And I was encouraged to appreciate that we should be making further investments now to add to the set of national capabilities that will support Australian futures in our region, including investments in Asian languages and the teaching of Asian cultures, history and geography. It is the strength of our Asia-relevant attributes and capabilities that will drive Australian success in the Asian century, not our ability to cut wage rates, nor even to boost average labour productivity or to grow exports faster.
Of course, the case for reforms to lift productivity is strong. Indeed, it is much stronger than implied in simplistic appeals to "international competitiveness" and "exports". Whether they boost exports or not, productivity enhancements should be pursued because they expand opportunities, enhance freedoms and, in so doing, improve the well-being of the Australian people.
The same is true of much of the rest of the economic reform program implemented in Australia from 1983, including: the floating of the currency and liberalisation of cross-border capital flows; the broadening of the income tax base; an independent Reserve Bank pursuing low inflation; labour market flexibility; fiscal policy anchored by a bipartisan commitment to balance over the course of the economic cycle; a sophisticated model of financial system regulation; low levels of protection against imports; world-class competition policy; and transparent and effective corporate regulation.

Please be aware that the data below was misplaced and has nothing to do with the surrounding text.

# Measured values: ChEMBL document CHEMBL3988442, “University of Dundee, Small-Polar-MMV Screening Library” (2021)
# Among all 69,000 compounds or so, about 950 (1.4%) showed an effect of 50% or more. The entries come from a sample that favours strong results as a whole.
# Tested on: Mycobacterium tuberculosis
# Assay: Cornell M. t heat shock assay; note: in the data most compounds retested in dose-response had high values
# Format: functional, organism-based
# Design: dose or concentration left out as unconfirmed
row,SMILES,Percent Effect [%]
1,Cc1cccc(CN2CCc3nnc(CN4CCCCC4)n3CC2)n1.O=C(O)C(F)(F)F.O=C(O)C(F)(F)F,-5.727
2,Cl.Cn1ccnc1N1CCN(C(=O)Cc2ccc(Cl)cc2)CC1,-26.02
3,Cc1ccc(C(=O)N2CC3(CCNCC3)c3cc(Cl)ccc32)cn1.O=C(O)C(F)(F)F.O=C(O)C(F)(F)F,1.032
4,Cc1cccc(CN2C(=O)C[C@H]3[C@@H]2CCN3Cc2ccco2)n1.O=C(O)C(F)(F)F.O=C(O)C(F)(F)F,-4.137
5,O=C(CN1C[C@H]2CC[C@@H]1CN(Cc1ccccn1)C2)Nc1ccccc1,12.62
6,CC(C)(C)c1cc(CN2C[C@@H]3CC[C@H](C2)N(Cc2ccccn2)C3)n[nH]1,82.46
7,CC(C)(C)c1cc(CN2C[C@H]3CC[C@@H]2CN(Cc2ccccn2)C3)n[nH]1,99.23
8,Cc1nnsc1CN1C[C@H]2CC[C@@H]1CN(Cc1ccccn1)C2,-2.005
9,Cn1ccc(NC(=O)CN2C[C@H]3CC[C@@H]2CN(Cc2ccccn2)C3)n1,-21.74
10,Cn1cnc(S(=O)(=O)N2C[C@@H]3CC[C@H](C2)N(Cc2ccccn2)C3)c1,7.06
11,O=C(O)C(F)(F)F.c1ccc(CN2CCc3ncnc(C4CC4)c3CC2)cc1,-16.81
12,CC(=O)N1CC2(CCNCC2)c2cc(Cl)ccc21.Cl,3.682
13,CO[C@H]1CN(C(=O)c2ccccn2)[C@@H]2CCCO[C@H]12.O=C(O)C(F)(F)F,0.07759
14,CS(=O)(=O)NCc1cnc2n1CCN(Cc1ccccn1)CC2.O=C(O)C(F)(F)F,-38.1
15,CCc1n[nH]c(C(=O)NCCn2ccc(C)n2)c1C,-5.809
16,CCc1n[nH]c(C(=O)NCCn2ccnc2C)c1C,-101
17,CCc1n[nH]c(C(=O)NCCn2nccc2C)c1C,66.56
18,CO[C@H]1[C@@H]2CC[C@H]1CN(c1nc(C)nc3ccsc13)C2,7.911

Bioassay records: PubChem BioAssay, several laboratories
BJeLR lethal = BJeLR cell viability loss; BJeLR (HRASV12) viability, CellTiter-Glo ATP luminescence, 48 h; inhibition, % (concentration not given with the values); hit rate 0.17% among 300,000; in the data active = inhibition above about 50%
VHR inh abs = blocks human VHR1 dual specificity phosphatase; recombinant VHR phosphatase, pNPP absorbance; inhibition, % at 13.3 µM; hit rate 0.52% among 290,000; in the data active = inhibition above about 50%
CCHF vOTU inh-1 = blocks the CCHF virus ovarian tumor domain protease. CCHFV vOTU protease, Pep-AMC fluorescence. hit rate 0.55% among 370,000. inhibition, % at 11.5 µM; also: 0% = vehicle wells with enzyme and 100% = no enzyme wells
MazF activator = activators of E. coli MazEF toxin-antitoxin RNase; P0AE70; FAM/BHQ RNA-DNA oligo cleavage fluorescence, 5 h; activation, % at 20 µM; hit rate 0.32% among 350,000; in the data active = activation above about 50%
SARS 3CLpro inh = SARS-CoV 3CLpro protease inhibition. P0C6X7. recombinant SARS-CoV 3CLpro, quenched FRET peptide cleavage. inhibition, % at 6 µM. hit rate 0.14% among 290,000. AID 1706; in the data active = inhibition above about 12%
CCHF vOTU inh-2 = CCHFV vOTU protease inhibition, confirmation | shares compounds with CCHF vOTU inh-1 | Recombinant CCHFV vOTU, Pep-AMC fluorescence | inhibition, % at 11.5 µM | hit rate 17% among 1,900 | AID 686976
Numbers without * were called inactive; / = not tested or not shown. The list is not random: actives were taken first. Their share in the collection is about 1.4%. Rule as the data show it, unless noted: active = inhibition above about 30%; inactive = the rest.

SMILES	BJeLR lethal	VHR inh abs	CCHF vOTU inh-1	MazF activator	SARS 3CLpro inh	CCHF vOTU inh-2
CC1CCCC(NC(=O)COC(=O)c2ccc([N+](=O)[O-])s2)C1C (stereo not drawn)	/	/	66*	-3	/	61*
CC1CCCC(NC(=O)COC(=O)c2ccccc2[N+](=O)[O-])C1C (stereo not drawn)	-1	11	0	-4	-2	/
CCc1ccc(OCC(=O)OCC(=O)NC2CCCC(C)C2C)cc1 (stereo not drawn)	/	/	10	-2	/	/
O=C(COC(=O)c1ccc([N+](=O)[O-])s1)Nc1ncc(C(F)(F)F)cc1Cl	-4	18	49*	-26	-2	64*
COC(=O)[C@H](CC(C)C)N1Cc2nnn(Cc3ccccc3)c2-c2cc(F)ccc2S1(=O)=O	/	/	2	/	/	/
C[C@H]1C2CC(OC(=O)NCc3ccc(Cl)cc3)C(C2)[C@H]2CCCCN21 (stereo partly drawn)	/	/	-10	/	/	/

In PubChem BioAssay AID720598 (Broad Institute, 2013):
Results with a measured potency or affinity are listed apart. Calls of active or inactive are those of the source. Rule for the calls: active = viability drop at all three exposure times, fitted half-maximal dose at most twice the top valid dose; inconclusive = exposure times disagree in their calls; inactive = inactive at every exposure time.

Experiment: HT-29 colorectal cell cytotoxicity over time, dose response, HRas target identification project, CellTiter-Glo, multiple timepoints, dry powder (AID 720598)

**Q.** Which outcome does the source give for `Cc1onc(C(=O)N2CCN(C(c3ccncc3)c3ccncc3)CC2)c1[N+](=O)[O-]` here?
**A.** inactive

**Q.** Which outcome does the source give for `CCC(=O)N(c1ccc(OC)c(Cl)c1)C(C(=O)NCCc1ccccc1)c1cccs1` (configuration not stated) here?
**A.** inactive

The mercantilist narrative, with its preoccupation with international competitiveness, diminishes the efforts of a generation of Australian policy reformers who have been focused on more respectable goals.
It is about time Australian economists started articulating a more honest narrative; a narrative, even, that Adam Smith would have felt comfortable advancing.
We might start by explaining that the economic, social and environmental outcomes of a nation rest upon its set of endowed attributes. Some of these national endowments are a consequence of nature, others of nurture. In the former category are a set of natural assets, including geographic location; the workforce capacity of the human population; energy, minerals and soil deposits; and native flora, fauna and ecosystems.
In the latter category are to be found the products of foundational investments, including those made by previous generations, in such things as our rich Aboriginal and Torres Strait Islander cultures; modern multiculturalism; the visual and performing arts; our legal and regulatory structures; education and health facilities; systems supporting research and innovation; other economic and social infrastructure; policy frameworks that promote freedom and economic security; and working conditions that support human dignity.
National endowments are not the sole determinants of economic, social and environmental outcomes, of course. External drivers and shapers also affect national outcomes. Notable among current shapers of Australian outcomes are the information and communications revolution; global climate change; and the industrialisation and urbanisation of China. And outcomes are affected, too, by all of the policy settings of government, only some of which would properly be characterised as foundational investments.
The quality of public policy and its resilience will be assisted by the acceptance of a more honest reform narrative; a narrative that comprehends contemporary challenges and the important role to be played by government in nurturing national endowments that will ensure that individuals, faced with those challenges, have the capabilities to pursue lives of value.
Dr Ken Henry is chairman of the Australian National University's Public Policy Fellows program. He was secretary of the Treasury from 2001 to 2011.
This article is from the latest edition of Advance, the quarterly magazine of the ANU Crawford School of Public Policy. Ken Henry will deliver the ANU Policy Outlook 2014 keynote, "Public policy resilience and the reform narrative", at ANU on Tuesday.